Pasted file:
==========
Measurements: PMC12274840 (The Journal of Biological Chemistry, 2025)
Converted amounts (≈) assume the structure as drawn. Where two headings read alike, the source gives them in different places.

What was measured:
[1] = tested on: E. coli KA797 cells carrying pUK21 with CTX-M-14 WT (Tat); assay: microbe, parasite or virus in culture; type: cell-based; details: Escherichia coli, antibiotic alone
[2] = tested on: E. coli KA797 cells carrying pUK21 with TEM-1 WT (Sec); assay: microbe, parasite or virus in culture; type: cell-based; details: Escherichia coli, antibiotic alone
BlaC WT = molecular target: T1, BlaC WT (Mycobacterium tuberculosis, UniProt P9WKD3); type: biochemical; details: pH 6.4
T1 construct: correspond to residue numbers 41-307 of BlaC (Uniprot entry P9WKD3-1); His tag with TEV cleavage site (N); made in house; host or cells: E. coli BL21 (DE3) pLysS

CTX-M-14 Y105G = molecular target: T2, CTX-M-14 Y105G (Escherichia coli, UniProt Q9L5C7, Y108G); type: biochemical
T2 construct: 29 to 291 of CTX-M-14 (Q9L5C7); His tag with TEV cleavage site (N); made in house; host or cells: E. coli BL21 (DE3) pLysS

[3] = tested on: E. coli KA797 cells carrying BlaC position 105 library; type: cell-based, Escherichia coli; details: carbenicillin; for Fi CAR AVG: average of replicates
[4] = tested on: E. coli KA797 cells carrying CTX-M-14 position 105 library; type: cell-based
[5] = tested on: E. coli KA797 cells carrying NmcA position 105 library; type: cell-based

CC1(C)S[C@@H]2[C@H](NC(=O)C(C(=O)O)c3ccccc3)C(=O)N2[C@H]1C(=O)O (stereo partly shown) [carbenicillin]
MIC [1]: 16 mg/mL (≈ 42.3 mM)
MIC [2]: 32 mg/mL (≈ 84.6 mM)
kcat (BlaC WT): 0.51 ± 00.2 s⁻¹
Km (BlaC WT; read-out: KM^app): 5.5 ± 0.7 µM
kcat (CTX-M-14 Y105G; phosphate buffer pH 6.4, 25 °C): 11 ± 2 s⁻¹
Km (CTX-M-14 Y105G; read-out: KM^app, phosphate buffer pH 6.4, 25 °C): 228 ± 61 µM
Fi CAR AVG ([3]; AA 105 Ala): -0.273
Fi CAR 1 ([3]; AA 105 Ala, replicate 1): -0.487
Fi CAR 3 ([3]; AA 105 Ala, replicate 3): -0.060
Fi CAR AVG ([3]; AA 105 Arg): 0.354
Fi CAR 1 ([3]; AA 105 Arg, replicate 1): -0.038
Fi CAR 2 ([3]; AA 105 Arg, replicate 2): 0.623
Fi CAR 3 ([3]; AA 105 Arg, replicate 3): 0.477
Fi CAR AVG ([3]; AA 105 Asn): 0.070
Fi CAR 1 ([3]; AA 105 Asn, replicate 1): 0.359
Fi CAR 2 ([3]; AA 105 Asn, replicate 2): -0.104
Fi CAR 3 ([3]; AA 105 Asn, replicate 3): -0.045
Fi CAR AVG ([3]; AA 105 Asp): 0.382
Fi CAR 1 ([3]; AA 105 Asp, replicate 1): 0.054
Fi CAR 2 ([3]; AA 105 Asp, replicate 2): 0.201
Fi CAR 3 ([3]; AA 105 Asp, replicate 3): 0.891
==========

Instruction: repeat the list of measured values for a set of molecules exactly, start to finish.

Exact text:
Measurements: PMC12274840 (The Journal of Biological Chemistry, 2025)
Converted amounts (≈) assume the structure as drawn. Where two headings read alike, the source gives them in different places.

What was measured:
[1] = tested on: E. coli KA797 cells carrying pUK21 with CTX-M-14 WT (Tat); assay: microbe, parasite or virus in culture; type: cell-based; details: Escherichia coli, antibiotic alone
[2] = tested on: E. coli KA797 cells carrying pUK21 with TEM-1 WT (Sec); assay: microbe, parasite or virus in culture; type: cell-based; details: Escherichia coli, antibiotic alone
BlaC WT = molecular target: T1, BlaC WT (Mycobacterium tuberculosis, UniProt P9WKD3); type: biochemical; details: pH 6.4
T1 construct: correspond to residue numbers 41-307 of BlaC (Uniprot entry P9WKD3-1); His tag with TEV cleavage site (N); made in house; host or cells: E. coli BL21 (DE3) pLysS

CTX-M-14 Y105G = molecular target: T2, CTX-M-14 Y105G (Escherichia coli, UniProt Q9L5C7, Y108G); type: biochemical
T2 construct: 29 to 291 of CTX-M-14 (Q9L5C7); His tag with TEV cleavage site (N); made in house; host or cells: E. coli BL21 (DE3) pLysS

[3] = tested on: E. coli KA797 cells carrying BlaC position 105 library; type: cell-based, Escherichia coli; details: carbenicillin; for Fi CAR AVG: average of replicates
[4] = tested on: E. coli KA797 cells carrying CTX-M-14 position 105 library; type: cell-based
[5] = tested on: E. coli KA797 cells carrying NmcA position 105 library; type: cell-based

CC1(C)S[C@@H]2[C@H](NC(=O)C(C(=O)O)c3ccccc3)C(=O)N2[C@H]1C(=O)O (stereo partly shown) [carbenicillin]
MIC [1]: 16 mg/mL (≈ 42.3 mM)
MIC [2]: 32 mg/mL (≈ 84.6 mM)
kcat (BlaC WT): 0.51 ± 00.2 s⁻¹
Km (BlaC WT; read-out: KM^app): 5.5 ± 0.7 µM
kcat (CTX-M-14 Y105G; phosphate buffer pH 6.4, 25 °C): 11 ± 2 s⁻¹
Km (CTX-M-14 Y105G; read-out: KM^app, phosphate buffer pH 6.4, 25 °C): 228 ± 61 µM
Fi CAR AVG ([3]; AA 105 Ala): -0.273
Fi CAR 1 ([3]; AA 105 Ala, replicate 1): -0.487
Fi CAR 3 ([3]; AA 105 Ala, replicate 3): -0.060
Fi CAR AVG ([3]; AA 105 Arg): 0.354
Fi CAR 1 ([3]; AA 105 Arg, replicate 1): -0.038
Fi CAR 2 ([3]; AA 105 Arg, replicate 2): 0.623
Fi CAR 3 ([3]; AA 105 Arg, replicate 3): 0.477
Fi CAR AVG ([3]; AA 105 Asn): 0.070
Fi CAR 1 ([3]; AA 105 Asn, replicate 1): 0.359
Fi CAR 2 ([3]; AA 105 Asn, replicate 2): -0.104
Fi CAR 3 ([3]; AA 105 Asn, replicate 3): -0.045
Fi CAR AVG ([3]; AA 105 Asp): 0.382
Fi CAR 1 ([3]; AA 105 Asp, replicate 1): 0.054
Fi CAR 2 ([3]; AA 105 Asp, replicate 2): 0.201
Fi CAR 3 ([3]; AA 105 Asp, replicate 3): 0.891